Helen James, matron neonatal services, said: “Having a baby on a neonatal unit is very stressful for parents and the team do an excellent job in supporting parents to come to terms with having a poorly baby or having a preterm baby.

But then those parents need to have a place to rest and recharge themselves – so it’s really important that we provide an environment that is comfortable and calm.

“Since we’ve had the houses we haven’t had an opportunity with limited resources, to refurbish them to a standard we would like and families deserve. They have been used so extensively, we now need to refurbish them so that we can support parents.

“We want to make it a pleasure to stay there.”

Mal Pope houses

Support is growing for the Cwtsh Clos campaign:

Swansea Bay Health Charity is delighted to announce that a number of external organisation are now backing the Cwtsh Clos campaign.

The Principality Building Society - click here to find out more about the Principality, which has already sponsored Swansea Bay UHB’s internal staff awards event, is now supporting the Cwtsh Clos campaign by donating 30 fundraising spaces in this year’s Cardiff Half Marathon.

And local charity the Leon Heart Fund - click here for more information has held a Leon’s Memorial gala dinner raising over £5,000 towards upgrading the Cwtsh Clos gardens, and is planning another fundraiser this summer.

If your organisation would like to support the Cwtsh Clos campaign, please email swanseabay.healthcharity@wales.nhs or call 07977 659 647 and we’ll get back to you to discuss this further.

If you would like to give an online donation to Cwtsh Clos, you can do that by clicking  here.

To make a donation using your phone, please text 'Donate Swanseabayhealth homes' to 88802.

If you would like to fundraise for us yourself, or hold a fundraising event, please visit our JustGiving page for Cwtsh Clos here, where you will find more information.

You can also visit our Cwtsh Clos webpage by going here for more information about the NICU centre and the fundraising appeal.

Thank you for your support!

About the Swansea Bay Health Charity:

Swansea Bay Health Charity (registered charity number 1122805) is the official charity of Swansea Bay University Health Board.

It plays a vital role in raising money for projects and activities that support patients, whilst it also supports a range of projects to improve the working conditions and support available to staff.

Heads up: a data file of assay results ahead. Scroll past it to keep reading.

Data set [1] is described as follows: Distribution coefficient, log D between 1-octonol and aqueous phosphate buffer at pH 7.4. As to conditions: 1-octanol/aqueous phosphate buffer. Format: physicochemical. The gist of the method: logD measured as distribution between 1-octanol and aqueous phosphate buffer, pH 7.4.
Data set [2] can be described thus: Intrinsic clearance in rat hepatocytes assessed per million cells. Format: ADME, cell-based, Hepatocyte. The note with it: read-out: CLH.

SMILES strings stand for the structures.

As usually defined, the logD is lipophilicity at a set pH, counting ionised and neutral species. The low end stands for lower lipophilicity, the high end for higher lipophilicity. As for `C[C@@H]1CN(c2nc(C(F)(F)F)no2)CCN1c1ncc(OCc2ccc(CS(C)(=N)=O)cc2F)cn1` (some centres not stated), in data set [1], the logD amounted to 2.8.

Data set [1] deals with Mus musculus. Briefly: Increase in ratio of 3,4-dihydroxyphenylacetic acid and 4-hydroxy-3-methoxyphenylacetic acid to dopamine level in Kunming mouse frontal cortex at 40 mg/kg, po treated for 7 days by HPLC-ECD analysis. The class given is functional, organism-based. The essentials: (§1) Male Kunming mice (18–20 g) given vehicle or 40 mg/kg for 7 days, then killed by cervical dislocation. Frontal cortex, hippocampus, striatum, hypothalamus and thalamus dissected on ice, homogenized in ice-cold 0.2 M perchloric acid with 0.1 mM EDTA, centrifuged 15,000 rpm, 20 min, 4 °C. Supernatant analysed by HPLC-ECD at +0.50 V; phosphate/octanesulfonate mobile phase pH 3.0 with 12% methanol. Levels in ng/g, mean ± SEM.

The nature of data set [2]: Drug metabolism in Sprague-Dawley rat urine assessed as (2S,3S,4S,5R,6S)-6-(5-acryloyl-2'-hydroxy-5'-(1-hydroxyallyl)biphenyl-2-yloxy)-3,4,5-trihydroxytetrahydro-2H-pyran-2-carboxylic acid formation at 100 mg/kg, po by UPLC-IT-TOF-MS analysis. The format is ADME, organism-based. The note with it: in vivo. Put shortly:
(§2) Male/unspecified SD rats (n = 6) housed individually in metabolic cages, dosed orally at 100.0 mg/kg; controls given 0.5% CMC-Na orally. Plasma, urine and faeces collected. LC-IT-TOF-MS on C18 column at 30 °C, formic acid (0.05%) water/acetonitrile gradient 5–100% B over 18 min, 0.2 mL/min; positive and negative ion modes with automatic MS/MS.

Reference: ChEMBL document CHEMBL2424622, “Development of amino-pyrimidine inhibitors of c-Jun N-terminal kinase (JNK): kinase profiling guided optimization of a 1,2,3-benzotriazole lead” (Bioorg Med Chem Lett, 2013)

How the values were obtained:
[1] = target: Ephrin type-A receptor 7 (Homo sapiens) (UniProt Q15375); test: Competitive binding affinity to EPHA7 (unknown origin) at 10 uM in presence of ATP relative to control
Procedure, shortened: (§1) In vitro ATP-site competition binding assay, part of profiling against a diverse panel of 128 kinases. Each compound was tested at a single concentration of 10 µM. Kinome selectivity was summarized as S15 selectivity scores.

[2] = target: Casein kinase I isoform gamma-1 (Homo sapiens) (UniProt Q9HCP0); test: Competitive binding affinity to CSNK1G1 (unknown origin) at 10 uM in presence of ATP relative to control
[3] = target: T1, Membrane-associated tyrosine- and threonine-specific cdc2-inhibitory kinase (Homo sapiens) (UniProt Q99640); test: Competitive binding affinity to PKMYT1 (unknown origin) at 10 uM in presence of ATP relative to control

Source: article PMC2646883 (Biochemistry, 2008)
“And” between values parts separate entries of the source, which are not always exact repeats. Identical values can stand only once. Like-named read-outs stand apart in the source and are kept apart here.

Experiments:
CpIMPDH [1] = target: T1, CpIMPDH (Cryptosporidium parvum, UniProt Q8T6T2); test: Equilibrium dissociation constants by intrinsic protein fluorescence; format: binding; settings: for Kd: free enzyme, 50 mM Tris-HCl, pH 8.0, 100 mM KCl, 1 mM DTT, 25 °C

Nearly all wards and departments have their own fund, which all come under the Swansea Bay Health Charity umbrella.

So if someone wants to give something back for the care they or a loved one has received, the charity ensures the funds raised will go directly there.

The charity does not replace NHS funding but uses generations donations received from patients, their families, staff and local communities to provide above and beyond what they NHS can provide.

To find out more about the Swansea Bay Health Charity please click here to go to the charity's website.

Image of Swansea Bay health charity logo

Swansea Bay Health Charity

Are you interested in raising money to support NHS services in Swansea and Neath Port Talbot? Did you know that Swansea Bay University Health Board has its own fundraising charity?

Swansea Bay Health Charity supports patients, staff and services within Swansea Bay University Health Board. Visit its webpage here to find out more.

Rydym yn croesawu gohebiaeth a galwadau ffôn yn y Gymraeg neu'r Saesneg. Atebir gohebiaeth Gymraeg yn y Gymraeg, ac ni fydd hyn yn arwain at oedi. Mae’r dudalen hon ar gael yn Gymraeg drwy bwyso’r botwm ar y dde ar frig y dudalen.

We welcome correspondence and telephone calls in Welsh or English. Welsh language correspondence will be replied to in Welsh, and this will not lead to a delay. This page is available in Welsh by clicking ‘Cymraeg’ at the top right of this page.